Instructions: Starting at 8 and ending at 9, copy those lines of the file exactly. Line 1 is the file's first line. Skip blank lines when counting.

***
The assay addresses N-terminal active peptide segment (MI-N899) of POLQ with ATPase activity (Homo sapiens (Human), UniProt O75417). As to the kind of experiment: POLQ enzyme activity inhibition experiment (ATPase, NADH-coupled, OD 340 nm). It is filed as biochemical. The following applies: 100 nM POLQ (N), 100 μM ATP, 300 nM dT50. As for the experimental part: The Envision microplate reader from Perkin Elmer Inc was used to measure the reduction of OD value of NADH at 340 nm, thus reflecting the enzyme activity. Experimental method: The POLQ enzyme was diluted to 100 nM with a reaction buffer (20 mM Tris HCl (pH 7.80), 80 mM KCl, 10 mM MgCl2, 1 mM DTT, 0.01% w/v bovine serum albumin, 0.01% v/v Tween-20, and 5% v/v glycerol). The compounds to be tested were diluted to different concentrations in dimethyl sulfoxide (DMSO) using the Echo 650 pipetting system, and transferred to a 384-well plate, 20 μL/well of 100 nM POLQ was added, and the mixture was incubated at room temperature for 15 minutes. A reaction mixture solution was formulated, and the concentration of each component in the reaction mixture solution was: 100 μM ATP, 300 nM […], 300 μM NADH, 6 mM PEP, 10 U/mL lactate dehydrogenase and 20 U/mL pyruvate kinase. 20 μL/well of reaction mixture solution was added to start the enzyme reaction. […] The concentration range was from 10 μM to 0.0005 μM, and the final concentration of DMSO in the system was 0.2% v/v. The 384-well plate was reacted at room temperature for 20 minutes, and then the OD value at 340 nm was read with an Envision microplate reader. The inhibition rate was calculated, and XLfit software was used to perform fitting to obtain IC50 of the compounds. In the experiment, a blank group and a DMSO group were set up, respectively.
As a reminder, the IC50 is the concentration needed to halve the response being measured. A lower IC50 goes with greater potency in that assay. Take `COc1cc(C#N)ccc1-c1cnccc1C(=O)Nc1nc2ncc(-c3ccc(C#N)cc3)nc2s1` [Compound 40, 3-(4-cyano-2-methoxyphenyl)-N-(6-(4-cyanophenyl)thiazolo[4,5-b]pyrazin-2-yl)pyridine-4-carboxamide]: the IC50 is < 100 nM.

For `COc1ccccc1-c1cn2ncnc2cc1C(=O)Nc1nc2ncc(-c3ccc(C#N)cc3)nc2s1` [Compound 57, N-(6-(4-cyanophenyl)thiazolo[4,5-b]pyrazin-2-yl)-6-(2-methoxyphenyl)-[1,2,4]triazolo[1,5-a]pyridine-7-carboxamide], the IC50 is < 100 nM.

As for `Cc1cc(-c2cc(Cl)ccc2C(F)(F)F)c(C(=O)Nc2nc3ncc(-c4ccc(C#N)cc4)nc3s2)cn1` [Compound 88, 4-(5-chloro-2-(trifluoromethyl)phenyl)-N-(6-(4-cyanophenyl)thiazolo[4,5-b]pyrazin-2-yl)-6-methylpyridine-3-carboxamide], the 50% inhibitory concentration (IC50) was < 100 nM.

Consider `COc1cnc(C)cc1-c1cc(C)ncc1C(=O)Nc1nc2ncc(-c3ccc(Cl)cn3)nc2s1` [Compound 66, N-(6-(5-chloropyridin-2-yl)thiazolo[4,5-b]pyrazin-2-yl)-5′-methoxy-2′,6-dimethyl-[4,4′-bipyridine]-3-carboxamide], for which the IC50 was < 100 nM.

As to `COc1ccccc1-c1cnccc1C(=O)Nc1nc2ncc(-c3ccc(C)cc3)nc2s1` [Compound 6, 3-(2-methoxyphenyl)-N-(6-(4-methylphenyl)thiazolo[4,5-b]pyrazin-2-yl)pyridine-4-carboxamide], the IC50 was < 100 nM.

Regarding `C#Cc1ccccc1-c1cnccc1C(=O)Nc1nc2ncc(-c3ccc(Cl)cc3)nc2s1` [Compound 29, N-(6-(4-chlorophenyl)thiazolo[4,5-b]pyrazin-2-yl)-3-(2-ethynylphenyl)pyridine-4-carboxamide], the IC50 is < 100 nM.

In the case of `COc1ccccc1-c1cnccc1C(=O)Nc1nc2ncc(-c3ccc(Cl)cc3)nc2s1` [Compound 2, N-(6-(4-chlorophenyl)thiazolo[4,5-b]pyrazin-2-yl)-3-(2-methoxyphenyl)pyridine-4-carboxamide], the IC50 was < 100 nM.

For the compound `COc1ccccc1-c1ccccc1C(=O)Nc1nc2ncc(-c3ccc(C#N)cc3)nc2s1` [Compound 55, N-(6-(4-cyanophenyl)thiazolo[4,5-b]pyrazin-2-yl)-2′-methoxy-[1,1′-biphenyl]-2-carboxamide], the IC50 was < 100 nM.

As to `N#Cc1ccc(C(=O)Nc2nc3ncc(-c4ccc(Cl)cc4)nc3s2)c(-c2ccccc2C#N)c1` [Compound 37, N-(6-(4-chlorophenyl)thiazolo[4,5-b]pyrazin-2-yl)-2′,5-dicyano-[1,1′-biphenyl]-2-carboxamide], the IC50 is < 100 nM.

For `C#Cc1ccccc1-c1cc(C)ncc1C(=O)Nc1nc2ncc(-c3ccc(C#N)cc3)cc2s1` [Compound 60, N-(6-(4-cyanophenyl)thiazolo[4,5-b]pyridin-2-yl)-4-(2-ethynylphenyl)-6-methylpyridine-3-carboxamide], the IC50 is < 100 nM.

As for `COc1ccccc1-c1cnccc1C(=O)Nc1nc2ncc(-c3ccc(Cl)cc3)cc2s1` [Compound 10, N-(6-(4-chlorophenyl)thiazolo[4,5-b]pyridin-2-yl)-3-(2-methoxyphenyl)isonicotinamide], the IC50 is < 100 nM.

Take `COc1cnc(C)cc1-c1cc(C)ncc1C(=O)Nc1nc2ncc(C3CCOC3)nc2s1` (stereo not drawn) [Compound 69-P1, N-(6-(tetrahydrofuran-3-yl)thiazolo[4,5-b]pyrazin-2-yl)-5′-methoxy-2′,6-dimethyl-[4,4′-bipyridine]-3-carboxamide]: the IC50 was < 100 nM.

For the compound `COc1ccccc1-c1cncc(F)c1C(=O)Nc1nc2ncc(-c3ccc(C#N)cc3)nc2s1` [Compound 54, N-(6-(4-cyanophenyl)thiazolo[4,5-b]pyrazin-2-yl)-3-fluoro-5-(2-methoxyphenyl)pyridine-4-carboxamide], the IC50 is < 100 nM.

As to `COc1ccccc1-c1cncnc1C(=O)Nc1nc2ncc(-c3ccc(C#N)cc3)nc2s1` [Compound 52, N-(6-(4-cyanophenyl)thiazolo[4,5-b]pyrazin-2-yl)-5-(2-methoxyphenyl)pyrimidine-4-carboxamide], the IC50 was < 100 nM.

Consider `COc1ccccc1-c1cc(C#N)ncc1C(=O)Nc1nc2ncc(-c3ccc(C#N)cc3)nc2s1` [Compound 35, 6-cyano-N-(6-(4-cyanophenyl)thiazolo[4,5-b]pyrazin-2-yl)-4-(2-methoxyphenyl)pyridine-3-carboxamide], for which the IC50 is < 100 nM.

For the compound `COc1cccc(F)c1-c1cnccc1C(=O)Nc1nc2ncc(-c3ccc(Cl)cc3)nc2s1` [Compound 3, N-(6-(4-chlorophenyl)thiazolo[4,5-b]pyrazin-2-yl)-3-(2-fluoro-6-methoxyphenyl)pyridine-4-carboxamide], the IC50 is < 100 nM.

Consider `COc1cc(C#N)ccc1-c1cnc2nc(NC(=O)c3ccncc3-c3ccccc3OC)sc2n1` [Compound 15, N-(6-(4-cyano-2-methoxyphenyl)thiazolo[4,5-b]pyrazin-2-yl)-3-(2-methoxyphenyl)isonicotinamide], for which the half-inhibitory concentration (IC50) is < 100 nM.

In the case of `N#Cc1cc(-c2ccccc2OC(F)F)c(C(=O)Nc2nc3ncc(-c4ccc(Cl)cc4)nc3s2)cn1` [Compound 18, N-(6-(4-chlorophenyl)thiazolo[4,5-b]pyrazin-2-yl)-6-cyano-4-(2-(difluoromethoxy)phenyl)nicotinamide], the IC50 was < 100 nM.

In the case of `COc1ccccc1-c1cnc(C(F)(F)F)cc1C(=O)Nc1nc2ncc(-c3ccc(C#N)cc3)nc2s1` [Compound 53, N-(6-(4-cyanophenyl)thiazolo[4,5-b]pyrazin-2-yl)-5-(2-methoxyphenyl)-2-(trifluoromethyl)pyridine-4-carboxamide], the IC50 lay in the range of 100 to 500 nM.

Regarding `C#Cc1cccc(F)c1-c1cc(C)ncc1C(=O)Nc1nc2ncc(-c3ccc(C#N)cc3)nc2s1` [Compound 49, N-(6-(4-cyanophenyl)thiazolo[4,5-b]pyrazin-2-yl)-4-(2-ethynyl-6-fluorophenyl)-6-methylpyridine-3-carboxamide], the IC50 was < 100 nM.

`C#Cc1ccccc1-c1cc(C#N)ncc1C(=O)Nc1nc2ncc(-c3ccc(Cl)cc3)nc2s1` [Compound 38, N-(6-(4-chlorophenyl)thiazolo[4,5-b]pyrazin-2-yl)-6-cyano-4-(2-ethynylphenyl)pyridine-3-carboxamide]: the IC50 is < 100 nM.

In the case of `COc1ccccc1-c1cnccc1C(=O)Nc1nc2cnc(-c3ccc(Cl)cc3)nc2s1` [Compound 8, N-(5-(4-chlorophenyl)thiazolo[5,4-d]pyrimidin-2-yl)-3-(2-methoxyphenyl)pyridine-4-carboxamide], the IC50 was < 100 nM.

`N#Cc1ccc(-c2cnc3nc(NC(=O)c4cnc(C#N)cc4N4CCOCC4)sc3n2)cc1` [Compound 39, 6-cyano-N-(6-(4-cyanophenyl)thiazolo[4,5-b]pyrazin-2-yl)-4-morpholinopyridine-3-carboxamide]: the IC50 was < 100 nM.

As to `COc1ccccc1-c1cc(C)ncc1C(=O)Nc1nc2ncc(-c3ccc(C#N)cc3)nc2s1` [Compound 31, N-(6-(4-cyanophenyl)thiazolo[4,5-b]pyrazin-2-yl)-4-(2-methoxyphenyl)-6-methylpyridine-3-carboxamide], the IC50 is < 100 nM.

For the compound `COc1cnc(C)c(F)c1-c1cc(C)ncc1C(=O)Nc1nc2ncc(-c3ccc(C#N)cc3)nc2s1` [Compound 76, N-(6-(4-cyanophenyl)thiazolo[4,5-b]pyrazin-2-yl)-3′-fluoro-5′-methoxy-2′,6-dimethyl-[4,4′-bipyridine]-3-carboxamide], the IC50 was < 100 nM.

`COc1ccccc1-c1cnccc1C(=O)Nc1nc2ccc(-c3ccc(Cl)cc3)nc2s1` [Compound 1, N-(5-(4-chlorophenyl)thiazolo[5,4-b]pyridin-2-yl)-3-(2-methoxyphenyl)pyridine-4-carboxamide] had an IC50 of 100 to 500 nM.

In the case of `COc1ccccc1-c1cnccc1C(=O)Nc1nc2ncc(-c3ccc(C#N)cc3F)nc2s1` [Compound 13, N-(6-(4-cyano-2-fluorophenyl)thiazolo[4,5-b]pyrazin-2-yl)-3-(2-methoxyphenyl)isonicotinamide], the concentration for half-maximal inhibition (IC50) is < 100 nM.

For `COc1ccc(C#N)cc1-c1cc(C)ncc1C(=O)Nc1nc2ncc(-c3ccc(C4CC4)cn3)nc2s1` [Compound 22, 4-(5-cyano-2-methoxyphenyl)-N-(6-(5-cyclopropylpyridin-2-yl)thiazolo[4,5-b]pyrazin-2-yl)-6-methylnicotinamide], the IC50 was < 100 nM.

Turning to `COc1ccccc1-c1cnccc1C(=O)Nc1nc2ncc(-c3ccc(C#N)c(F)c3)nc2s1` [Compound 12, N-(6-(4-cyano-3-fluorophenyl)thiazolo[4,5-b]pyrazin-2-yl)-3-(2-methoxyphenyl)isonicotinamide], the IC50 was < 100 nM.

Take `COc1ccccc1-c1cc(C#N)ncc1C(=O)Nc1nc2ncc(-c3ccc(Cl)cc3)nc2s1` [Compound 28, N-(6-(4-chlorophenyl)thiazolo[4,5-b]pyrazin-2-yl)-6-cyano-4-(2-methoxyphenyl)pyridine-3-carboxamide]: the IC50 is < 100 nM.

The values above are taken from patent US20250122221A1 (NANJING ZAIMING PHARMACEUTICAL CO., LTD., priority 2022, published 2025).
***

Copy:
In the case of `COc1ccccc1-c1cnccc1C(=O)Nc1nc2ncc(-c3ccc(Cl)cc3)nc2s1` [Compound 2, N-(6-(4-chlorophenyl)thiazolo[4,5-b]pyrazin-2-yl)-3-(2-methoxyphenyl)pyridine-4-carboxamide], the IC50 was < 100 nM.

For the compound `COc1ccccc1-c1ccccc1C(=O)Nc1nc2ncc(-c3ccc(C#N)cc3)nc2s1` [Compound 55, N-(6-(4-cyanophenyl)thiazolo[4,5-b]pyrazin-2-yl)-2′-methoxy-[1,1′-biphenyl]-2-carboxamide], the IC50 was < 100 nM.